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Post by: David Spring

A Global Perspective of Justice

This summer I have been blessed with the opportunity to work as a legal intern with Project Expedite Justice (PEJ). PEJ is a non-profit, non-government organization whose mission is to pursue justice for victims of gross human rights violations when no other means are available. This organization is based out of Kona, Hawaii, but I have been working remotely from Virginia. My primary duties include reviewing and organizing evidence in preparation for cases and settlement negotiation as directed by lead attorneys.

During this internship, I have learned about how complicated and frustrating it can be to provide legal remedies to people who so desperately deserve it. Yet, when speaking with those most affected which legal remedies would best make them whole again; unanimously, their response was, “an apology.” I think if anyone steps outside of their identity and ego, moves past their titles and property to look beyond their defeats and victories, can see how Christ-like these words were. It was a beautiful answer to an ugly situation.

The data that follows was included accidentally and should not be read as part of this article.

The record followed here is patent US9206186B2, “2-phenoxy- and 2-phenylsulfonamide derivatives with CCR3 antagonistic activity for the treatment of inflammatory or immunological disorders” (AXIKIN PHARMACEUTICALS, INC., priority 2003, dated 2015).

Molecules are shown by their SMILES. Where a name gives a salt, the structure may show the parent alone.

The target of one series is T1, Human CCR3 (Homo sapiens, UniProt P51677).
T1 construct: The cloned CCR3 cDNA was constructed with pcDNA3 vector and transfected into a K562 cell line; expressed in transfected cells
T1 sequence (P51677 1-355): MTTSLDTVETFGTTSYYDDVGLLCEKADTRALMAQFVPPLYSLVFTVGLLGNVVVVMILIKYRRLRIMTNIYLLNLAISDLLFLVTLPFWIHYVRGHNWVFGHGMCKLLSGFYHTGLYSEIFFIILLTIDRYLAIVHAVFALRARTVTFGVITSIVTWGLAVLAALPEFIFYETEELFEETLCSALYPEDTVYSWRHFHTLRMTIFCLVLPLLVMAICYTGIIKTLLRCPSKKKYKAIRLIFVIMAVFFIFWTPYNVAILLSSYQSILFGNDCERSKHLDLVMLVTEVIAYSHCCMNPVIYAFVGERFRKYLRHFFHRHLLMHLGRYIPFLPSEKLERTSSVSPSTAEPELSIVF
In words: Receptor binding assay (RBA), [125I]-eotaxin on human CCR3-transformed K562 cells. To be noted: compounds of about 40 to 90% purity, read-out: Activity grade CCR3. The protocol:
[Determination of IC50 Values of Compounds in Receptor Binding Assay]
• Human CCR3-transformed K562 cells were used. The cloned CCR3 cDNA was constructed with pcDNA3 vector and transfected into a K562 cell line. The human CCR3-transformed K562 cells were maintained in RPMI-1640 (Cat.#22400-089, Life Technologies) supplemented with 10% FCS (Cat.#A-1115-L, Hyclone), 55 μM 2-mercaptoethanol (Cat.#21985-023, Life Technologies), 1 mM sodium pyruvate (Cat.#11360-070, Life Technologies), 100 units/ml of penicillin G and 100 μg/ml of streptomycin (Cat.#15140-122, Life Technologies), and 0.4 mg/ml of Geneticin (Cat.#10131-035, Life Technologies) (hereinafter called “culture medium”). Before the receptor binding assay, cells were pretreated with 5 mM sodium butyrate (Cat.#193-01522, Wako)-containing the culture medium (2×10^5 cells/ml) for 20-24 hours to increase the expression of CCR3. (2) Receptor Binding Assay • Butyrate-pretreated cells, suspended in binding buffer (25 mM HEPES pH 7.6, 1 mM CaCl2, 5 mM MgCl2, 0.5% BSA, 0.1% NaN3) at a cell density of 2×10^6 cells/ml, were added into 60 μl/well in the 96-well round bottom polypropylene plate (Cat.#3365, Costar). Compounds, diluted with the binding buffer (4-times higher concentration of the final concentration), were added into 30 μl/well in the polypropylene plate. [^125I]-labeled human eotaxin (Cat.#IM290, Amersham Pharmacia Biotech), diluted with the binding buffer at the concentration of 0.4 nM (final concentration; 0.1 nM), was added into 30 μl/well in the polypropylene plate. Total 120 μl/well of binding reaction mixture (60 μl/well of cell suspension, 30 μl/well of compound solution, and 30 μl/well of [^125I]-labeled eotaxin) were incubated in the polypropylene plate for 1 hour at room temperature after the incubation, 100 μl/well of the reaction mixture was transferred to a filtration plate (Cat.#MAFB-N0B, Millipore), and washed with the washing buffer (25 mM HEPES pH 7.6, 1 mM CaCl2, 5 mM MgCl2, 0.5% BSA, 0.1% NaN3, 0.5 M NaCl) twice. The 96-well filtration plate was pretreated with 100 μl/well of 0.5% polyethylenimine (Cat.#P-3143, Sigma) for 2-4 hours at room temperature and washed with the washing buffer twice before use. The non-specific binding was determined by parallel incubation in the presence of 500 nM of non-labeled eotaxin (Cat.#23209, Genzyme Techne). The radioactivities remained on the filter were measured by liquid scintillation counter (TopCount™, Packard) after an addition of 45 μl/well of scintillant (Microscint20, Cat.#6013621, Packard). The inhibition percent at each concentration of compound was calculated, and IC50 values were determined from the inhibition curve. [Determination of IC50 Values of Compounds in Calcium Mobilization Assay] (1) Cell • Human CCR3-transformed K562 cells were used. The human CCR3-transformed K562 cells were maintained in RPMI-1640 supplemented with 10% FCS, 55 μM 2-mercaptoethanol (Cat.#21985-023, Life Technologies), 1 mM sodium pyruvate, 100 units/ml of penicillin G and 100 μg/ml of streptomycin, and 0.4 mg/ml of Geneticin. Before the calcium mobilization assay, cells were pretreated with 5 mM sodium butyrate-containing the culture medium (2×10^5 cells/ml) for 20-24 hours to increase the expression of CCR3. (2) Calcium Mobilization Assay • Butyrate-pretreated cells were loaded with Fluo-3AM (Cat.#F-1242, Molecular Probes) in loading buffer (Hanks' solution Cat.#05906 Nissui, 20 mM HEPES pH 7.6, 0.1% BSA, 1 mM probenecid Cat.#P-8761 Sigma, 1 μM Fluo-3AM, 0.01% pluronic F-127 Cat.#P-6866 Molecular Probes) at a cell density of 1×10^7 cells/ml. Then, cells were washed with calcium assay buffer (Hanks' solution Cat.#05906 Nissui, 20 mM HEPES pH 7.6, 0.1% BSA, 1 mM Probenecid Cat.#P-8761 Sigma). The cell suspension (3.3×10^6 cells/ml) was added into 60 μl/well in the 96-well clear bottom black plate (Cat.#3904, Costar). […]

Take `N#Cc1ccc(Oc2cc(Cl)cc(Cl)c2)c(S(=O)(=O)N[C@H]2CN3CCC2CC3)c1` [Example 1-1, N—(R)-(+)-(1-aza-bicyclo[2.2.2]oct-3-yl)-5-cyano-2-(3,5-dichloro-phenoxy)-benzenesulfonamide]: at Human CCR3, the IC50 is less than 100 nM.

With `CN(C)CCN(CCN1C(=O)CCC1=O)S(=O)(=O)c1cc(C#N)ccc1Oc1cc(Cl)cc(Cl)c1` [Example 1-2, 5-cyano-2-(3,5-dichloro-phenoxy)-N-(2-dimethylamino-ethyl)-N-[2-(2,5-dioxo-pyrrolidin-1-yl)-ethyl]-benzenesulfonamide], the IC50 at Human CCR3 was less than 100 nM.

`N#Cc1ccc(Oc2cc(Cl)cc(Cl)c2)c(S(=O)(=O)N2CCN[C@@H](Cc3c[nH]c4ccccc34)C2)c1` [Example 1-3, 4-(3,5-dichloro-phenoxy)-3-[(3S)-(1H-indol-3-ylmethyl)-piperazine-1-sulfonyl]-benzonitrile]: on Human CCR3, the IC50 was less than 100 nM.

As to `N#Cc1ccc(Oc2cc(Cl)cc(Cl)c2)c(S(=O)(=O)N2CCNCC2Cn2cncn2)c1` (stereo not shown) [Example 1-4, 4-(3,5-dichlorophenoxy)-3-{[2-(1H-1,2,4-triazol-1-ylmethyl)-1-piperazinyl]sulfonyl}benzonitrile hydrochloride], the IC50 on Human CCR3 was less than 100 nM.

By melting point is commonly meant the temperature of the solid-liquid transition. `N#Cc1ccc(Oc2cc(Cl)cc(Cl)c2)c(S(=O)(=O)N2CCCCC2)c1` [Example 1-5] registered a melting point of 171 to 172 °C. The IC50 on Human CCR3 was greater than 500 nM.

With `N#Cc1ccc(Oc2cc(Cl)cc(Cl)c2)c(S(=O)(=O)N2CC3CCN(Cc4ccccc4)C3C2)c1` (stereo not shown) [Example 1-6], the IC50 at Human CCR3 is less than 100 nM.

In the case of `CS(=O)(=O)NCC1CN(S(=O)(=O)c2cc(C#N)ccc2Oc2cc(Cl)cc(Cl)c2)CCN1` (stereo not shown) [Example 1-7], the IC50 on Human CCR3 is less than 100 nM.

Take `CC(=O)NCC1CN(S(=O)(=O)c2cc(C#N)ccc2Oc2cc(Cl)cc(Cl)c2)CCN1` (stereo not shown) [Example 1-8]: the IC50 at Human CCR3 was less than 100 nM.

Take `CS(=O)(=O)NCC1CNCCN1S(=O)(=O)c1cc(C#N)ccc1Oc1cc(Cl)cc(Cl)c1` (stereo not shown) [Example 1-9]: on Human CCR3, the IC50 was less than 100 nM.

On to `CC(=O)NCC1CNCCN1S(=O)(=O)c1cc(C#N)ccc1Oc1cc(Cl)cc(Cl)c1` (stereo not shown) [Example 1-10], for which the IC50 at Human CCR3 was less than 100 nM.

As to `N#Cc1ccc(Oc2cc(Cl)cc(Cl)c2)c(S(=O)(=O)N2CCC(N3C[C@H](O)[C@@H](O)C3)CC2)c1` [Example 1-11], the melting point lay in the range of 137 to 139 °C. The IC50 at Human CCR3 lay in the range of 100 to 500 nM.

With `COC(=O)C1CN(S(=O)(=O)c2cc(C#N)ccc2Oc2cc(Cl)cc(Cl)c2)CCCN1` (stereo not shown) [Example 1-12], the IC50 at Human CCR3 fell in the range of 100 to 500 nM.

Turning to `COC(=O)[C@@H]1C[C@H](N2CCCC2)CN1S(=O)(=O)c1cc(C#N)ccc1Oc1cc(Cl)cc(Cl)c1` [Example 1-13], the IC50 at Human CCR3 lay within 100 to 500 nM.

I am grateful for the opportunity to learn because of the Center for Global Justice and PEJ. I pray that others can benefit from a few examples of how God has spoken to me during this experience. Things I once did not notice I now begin to see. As my daughter is playing in a tub full of water; a child somewhere else goes to bed thirsty. When I don’t know which book I should read to her; there is also a child with no books, no lights, and a parent who was never taught to read. As I sing to my daughter about “Old McDonald”; there are people singing to their children about the war that is their life, that “They may take everything from us, but we will never, ever, give up.”

Let us never forget our duty as Children of God to help our brothers and sisters.

This post was written by a Center for Global Justice Intern. The views expressed in this post do not necessarily reflect those of Regent University, Regent Law School, or the Center for Global Justice.